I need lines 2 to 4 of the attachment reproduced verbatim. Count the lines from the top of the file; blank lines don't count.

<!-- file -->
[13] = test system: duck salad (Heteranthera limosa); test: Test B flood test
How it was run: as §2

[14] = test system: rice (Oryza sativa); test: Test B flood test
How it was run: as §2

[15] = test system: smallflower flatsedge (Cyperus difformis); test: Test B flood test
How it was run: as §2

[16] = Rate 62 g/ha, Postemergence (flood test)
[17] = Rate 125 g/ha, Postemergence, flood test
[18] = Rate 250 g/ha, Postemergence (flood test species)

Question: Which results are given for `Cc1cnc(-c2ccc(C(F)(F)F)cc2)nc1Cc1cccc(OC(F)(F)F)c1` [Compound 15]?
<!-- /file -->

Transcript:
How it was run: as §2

[14] = test system: rice (Oryza sativa); test: Test B flood test
How it was run: as §2